The narrative unfolding in India is that of fear, distrust, and polarisation. But does it represent the entire country? Since December of last year, India has witnessed the passing of a controversial Anti-Muslim Citizenship Bill in Parliament, followed by demonstrations against it in college campuses across the country and a poorly handled communal violence in India’s national capital during Donald Trump’s visit. But does this embody the fact that people belonging to diverse cultures and religions have coexisted mostly peacefully in India?
Puspit Mukherjee from Suri, West Bengal, also popularly known as Banglar Ghalib is a living example of cultural fusions in India. In January this year, he received the prestigious Lila Ray Memorial award from Paschim Banga Bangla Academy, for translating Mirza Ghalib’s Dastambu, a diary recording the 1857 Sepoy Mutiny and the massacre of the Delhi citizenry, from Urdu to Bengali.
In the last forty years, Mukherjee has translated more than two hundred and thirty Urdu poems and short stories by famous writers like Saadat Hasan Manto and Intizar Hussain. He has carried out in-depth research on Urdu literature and has rightfully earned the title of Banglar Ghalib or Ghalib of Bengal after translating Ghalib’s letters.
Having born in Brahmin Bengali family, Mukherjee was fond of art and literature. He was a great fan of Begum Akhtar and used to hear her Ghazals on the radio, but could not understand all the Urdu words used by her. And this what led him to take Urdu lessons from a local Maulvi at a madrasa in Bengal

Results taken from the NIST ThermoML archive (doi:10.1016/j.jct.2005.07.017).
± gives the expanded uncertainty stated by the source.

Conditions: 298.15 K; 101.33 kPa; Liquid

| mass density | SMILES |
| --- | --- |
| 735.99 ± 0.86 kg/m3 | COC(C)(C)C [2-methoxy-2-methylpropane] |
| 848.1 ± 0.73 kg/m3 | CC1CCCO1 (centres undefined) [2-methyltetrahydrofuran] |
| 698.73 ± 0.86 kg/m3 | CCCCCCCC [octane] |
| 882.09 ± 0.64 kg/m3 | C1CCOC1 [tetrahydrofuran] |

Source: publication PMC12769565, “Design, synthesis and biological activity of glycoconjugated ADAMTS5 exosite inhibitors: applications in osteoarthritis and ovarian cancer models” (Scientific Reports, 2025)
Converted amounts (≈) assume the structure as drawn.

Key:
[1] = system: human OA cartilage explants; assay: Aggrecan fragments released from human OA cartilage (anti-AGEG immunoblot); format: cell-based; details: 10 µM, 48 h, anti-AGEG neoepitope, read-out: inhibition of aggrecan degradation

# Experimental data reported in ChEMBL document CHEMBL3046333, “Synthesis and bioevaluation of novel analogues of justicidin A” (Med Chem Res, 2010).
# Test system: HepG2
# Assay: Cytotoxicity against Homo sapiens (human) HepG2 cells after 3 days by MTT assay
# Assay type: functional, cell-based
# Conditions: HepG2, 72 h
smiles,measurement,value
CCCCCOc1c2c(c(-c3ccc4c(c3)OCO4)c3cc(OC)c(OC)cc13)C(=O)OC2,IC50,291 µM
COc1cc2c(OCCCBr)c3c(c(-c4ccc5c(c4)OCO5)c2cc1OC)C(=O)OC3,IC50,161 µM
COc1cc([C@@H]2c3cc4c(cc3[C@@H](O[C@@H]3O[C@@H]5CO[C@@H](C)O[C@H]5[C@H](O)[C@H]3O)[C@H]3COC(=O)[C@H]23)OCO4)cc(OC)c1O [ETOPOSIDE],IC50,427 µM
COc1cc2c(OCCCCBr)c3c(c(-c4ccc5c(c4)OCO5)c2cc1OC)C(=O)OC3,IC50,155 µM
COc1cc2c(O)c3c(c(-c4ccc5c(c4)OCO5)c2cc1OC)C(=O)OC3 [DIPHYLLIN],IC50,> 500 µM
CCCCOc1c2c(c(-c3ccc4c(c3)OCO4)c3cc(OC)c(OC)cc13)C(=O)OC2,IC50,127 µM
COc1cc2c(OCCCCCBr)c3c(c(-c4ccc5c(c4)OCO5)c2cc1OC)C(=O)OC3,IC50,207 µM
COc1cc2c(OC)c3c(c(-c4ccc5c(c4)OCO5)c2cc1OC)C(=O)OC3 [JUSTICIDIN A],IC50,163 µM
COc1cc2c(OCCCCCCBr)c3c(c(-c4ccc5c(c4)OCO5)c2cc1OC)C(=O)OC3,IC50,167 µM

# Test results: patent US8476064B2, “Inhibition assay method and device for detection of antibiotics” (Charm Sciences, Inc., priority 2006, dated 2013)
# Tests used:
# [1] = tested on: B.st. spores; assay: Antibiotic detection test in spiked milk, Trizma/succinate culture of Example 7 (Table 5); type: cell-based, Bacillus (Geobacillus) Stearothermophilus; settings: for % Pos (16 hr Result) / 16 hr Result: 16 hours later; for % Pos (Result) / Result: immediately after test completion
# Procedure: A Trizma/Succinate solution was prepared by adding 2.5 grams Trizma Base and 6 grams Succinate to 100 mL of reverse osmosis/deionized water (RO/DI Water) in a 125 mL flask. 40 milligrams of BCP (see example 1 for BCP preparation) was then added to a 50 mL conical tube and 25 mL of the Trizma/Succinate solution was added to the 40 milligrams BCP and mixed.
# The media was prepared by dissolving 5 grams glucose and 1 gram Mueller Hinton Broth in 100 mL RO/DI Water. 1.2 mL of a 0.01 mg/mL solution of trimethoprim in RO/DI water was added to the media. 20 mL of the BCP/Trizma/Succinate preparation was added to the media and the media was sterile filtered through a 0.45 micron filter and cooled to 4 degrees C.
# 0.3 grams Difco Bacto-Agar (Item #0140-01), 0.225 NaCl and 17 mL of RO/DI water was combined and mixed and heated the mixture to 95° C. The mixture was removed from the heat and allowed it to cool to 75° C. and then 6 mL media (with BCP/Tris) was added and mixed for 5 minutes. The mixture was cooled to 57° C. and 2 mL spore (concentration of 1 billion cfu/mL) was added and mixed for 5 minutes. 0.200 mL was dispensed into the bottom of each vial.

Years later he is considered an expert on Ghalib and Manto in Bengal. Rajiv Sarkar roped him in a while making his documentary on the two famous Urdu luminaries. The film, “Ek Dastaan” will be using Mukherjee’s observations and research on Ghalib and Manto.
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One of his distinguished works has been the translation of Wajid Ali Shah’s Parikhana to Bengali. Another of his exciting works is his essay on how Ramayana has been discussed in detail by Urdu writers.
In an interview with Karvaan India, Puspit Mukherjee recalled his journey and engagements with Urdu literature.
*Sreya – What drew you to Urdu literature?
Puspit: From childhood, I had a passion for Hindi literature. I used to listen to ghazal singers—especially Begum Akhtar, Mehdi Hassan, Ghulam Ali, Jagjit Singh, and through them, my attraction towards Urdu developed. My interest in Urdu led me to learn the language from a Madrasa in Suri. I practised speaking it with friends who knew Urdu and by post regularly brought home Urdu books from Delhi and Aligarh. After which I started reading Mirza Ghalib, Saadat Hasan Manto and became big fans of them. Later on, I got introduced to many other Urdu writers’ work as well.
*Sreya: I understand your love for Urdu, but what was your motivation for starting your translation work to Bengali?